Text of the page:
h1

semantics.

September 1, 2010

Remember a while back when I redid the personality square thing? Well, it inspired my sister to make one for herself. She had some interesting thoughts about it. And since she doesn’t feel the need to share those ideas with everyone, I will.

Take the two words “trustworthy” and “dependable”.  They mean almost the same thing – that if I say I’ll do something, I’ll do it. But my sister picked dependable over trustworthy in her window because she felt that trustworthy implied some sort of honesty. Upon thinking about it more, she determined that in her opinion using the word trustworthy is actually saying more about the speaker than the subject. In other words, someone is trustworthy if you trust them. It’s about your relationship. But someone is dependable if he does what he says he will. It’s about his actions. And yes, in many cases dependable people are trustworthy and in those situations, it’s pretty much the same thing.

But the second thing my sister brought up is how you think about it when a person is then not dependable or not trustworthy. In that case, it is pretty different. As she put it “someone dependable could disappoint you, but someone trustworthy could betray you”. Chances are the trustworthy person would also be disappointing you, but it’s also much more personal.

So I think that most people would choose to describe themselves as dependable over trustworthy. And I wonder if that’s because of the intimacy or relationship that it implies. In my mind, I would never tell someone they should trust me, but I can tell them I’ll keep my word, I’ll get it done, etc. The trusting part is still their decision. They could have crazy high standards and never trust anyone no matter what their actions. Or they could have low standards and trust you right away.

As a total side note, I did google “trustworthy”, “dependable”, “disappoint”, and “betray”. Of course, “trustworthy” and “dependable” are used in each others definitions. Same with “disappoint” and “betray”. So I guess technically speaking they are the same thing. But maybe not semantically?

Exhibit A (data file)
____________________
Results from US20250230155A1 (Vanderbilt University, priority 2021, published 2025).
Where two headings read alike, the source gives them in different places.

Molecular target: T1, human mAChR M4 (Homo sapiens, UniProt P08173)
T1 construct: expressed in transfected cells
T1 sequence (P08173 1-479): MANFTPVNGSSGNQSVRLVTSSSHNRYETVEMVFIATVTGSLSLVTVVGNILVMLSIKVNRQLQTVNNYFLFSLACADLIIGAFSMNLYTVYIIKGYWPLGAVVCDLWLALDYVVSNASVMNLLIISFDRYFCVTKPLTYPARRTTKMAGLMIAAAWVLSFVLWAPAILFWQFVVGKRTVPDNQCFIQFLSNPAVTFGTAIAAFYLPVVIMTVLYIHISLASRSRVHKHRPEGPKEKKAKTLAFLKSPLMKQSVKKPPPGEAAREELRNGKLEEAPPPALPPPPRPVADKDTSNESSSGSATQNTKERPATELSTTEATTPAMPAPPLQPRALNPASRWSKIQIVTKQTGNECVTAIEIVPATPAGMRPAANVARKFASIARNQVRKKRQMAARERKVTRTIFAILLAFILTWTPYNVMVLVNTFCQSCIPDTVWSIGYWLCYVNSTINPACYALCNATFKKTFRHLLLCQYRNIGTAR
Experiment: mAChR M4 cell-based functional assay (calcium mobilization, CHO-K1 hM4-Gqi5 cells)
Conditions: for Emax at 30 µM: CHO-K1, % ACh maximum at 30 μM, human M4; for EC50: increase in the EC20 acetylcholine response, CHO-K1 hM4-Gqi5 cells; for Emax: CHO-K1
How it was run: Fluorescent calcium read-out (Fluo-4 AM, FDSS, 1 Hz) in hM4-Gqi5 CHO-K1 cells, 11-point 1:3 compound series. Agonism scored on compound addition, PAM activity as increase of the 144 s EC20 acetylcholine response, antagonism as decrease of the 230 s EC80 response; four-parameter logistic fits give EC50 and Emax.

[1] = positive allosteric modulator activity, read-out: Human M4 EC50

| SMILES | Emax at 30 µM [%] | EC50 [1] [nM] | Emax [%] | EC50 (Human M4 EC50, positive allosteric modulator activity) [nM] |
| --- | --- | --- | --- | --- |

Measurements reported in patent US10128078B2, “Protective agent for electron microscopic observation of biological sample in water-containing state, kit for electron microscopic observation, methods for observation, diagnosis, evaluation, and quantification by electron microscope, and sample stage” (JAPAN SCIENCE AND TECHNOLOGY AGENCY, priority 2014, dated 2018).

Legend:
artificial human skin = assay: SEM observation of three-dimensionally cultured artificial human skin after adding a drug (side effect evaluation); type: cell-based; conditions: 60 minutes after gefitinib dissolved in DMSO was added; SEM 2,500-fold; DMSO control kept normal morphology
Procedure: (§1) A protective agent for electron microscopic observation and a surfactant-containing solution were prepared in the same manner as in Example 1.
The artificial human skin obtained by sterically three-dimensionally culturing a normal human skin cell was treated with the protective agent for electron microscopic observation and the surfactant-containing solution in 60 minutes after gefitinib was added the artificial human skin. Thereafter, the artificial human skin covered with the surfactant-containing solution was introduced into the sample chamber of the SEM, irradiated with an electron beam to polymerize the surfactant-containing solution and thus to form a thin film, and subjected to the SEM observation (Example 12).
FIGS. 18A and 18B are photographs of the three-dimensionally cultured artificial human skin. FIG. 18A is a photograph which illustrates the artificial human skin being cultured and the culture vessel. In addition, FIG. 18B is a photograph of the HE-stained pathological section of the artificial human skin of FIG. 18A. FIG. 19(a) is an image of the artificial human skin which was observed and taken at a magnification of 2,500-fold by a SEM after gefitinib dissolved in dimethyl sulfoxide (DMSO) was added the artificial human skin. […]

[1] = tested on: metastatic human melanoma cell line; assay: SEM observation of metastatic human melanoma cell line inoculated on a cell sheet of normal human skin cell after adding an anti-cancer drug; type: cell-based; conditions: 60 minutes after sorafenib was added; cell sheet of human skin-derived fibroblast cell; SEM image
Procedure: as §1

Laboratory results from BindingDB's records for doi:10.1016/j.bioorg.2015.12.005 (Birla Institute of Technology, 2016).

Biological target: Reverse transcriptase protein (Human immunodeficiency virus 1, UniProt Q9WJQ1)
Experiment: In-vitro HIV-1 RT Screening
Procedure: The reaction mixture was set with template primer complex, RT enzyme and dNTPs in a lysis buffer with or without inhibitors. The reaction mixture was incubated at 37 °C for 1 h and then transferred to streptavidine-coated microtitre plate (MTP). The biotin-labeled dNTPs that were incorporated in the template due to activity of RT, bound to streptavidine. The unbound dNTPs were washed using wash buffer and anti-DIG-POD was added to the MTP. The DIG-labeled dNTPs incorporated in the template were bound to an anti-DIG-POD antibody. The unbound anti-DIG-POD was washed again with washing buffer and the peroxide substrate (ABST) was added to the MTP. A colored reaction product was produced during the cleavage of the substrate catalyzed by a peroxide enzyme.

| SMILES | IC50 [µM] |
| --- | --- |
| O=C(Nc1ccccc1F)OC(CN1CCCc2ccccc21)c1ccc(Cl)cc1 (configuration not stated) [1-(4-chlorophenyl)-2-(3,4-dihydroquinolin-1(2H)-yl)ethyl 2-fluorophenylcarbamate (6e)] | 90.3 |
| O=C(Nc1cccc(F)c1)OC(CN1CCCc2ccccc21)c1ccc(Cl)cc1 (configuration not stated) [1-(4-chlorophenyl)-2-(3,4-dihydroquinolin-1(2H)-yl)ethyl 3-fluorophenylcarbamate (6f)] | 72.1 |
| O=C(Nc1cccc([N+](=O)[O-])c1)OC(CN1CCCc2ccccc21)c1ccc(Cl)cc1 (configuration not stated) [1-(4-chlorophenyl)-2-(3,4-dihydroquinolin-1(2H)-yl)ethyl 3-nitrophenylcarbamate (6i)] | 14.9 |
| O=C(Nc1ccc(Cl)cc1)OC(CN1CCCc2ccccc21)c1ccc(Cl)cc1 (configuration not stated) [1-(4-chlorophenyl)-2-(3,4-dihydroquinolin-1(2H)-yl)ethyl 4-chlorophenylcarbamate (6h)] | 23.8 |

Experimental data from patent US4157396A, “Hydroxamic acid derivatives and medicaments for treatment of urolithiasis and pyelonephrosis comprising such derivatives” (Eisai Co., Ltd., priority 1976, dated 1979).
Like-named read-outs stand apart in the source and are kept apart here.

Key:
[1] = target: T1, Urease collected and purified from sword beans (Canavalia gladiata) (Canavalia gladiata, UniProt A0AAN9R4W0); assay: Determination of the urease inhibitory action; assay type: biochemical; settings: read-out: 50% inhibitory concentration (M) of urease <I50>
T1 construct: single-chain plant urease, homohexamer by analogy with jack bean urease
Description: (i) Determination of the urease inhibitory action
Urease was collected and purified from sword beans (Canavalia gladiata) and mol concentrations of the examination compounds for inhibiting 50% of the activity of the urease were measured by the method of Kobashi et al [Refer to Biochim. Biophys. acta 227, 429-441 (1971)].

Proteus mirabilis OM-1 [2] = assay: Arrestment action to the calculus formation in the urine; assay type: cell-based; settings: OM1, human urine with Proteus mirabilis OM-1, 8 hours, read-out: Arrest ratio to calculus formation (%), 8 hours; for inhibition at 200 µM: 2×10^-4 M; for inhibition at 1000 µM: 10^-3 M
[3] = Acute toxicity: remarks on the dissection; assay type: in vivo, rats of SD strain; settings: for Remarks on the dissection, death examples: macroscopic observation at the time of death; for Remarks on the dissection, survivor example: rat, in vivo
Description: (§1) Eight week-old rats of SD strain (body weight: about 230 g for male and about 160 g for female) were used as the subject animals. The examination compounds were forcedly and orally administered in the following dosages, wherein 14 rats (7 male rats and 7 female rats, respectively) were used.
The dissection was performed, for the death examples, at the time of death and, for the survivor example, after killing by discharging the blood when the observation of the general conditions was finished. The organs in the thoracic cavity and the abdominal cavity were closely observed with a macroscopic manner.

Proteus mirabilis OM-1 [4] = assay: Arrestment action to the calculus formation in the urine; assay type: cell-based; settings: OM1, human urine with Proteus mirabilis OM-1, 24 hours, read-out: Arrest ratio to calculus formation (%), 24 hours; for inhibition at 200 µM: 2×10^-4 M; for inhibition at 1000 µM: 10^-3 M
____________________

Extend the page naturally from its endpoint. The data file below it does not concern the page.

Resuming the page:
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5 comments

  1. To me, they both have to do with trust, except “trustworthy” refers to emotional trust, while “dependable” refers to physical trust.

    I.e. Someone who keeps your secret is trustworthy. And someone who picks you up on time at the airport is dependable.

    If I had to choose, I’d rather be considered trustworthy by my friends, but dependable by my boss/co-workers.


    • I think that’s much clearer way to explain what I was trying to get at 🙂


  2. pretty sure anyone who says “you can trust me” is not trustworthy. anytime that’s said in a movie, ominous music starts to play, and everyone watching knows that that person should not be trusted. I think trustworthiness only needs to be talked about when it’s lacking, otherwise it should go without saying. Dependable doesn’t have that same potential for an evil flip-side, so it doesn’t have as much dramatic irony when it’s talked about and then the person disappoints.

    Not that the true meanings of these words should be determined by the imaginary director/author of my life trying to make it into an interesting story, but the repeated literary/dramatic usage certainly impacts my understanding of these words.


    • So “trustworthy” has weird negative connotations? That’s an interesting way of thinking about things.


  3. I could call a piece of machinery, say a Toyota, dependable, but I may not call it trustworthy. If I tell a friend of my personal matters, I must’ve considered the friend trustworthy. So yeah I agree with your sister’s interpretation.



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